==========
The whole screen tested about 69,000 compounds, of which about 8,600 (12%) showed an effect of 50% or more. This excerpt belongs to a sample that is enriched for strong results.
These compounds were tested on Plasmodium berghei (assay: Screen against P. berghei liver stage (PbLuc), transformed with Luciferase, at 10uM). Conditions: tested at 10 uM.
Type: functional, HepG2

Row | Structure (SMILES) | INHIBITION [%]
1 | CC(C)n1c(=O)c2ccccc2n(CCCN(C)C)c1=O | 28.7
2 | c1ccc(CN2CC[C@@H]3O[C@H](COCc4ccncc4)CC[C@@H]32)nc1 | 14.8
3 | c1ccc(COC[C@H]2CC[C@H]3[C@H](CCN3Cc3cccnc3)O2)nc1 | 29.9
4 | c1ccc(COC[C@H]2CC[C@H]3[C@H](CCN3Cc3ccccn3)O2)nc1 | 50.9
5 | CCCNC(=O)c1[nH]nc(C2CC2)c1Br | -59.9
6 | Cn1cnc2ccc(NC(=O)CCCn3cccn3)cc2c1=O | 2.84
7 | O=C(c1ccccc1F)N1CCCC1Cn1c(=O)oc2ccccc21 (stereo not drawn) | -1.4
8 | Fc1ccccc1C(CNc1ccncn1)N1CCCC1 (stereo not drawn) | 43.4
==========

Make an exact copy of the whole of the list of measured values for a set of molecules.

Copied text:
The whole screen tested about 69,000 compounds, of which about 8,600 (12%) showed an effect of 50% or more. This excerpt belongs to a sample that is enriched for strong results.
These compounds were tested on Plasmodium berghei (assay: Screen against P. berghei liver stage (PbLuc), transformed with Luciferase, at 10uM). Conditions: tested at 10 uM.
Type: functional, HepG2

Row | Structure (SMILES) | INHIBITION [%]
1 | CC(C)n1c(=O)c2ccccc2n(CCCN(C)C)c1=O | 28.7
2 | c1ccc(CN2CC[C@@H]3O[C@H](COCc4ccncc4)CC[C@@H]32)nc1 | 14.8
3 | c1ccc(COC[C@H]2CC[C@H]3[C@H](CCN3Cc3cccnc3)O2)nc1 | 29.9
4 | c1ccc(COC[C@H]2CC[C@H]3[C@H](CCN3Cc3ccccn3)O2)nc1 | 50.9
5 | CCCNC(=O)c1[nH]nc(C2CC2)c1Br | -59.9
6 | Cn1cnc2ccc(NC(=O)CCCn3cccn3)cc2c1=O | 2.84
7 | O=C(c1ccccc1F)N1CCCC1Cn1c(=O)oc2ccccc21 (stereo not drawn) | -1.4
8 | Fc1ccccc1C(CNc1ccncn1)N1CCCC1 (stereo not drawn) | 43.4